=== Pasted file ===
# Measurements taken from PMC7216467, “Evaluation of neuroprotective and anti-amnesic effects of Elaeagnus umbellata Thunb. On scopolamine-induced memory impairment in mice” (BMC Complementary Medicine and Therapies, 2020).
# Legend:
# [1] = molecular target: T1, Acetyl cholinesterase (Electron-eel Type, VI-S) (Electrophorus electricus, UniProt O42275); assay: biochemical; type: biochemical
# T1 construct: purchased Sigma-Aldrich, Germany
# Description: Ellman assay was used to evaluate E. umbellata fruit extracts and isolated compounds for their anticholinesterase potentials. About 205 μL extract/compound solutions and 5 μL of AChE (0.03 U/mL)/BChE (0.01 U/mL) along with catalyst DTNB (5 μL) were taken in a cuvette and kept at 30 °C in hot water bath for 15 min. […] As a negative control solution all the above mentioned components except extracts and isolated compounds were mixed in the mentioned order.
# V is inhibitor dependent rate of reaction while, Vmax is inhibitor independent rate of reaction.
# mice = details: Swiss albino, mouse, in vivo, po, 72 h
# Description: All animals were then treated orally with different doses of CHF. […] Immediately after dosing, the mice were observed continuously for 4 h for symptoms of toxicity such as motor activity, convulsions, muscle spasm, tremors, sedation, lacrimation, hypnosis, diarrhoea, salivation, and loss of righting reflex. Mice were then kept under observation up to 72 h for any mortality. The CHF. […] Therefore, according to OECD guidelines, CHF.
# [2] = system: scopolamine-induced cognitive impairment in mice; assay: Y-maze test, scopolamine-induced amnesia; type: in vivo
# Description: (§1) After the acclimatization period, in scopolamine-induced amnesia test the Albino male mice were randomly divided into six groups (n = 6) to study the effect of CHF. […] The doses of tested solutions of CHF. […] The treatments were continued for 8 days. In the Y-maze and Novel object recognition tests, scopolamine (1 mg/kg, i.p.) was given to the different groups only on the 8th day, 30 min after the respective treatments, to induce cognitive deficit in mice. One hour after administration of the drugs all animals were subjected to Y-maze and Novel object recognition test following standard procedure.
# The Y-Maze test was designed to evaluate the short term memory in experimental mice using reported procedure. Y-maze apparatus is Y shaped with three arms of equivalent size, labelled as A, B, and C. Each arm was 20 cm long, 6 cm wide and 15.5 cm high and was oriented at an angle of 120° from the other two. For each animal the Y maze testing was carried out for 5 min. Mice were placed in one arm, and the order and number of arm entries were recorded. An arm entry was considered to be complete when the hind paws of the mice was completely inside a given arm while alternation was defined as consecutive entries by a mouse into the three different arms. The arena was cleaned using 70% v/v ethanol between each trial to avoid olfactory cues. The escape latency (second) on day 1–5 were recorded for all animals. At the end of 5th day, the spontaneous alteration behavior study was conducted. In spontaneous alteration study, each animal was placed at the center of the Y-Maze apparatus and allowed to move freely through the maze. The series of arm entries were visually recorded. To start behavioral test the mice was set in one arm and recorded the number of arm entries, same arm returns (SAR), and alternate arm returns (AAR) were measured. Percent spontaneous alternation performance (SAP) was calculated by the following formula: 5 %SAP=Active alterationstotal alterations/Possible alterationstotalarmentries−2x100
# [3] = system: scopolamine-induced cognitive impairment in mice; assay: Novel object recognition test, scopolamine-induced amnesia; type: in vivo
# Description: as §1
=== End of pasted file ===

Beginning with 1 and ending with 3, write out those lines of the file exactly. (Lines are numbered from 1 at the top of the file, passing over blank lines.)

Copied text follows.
# Measurements taken from PMC7216467, “Evaluation of neuroprotective and anti-amnesic effects of Elaeagnus umbellata Thunb. On scopolamine-induced memory impairment in mice” (BMC Complementary Medicine and Therapies, 2020).
# Legend:
# [1] = molecular target: T1, Acetyl cholinesterase (Electron-eel Type, VI-S) (Electrophorus electricus, UniProt O42275); assay: biochemical; type: biochemical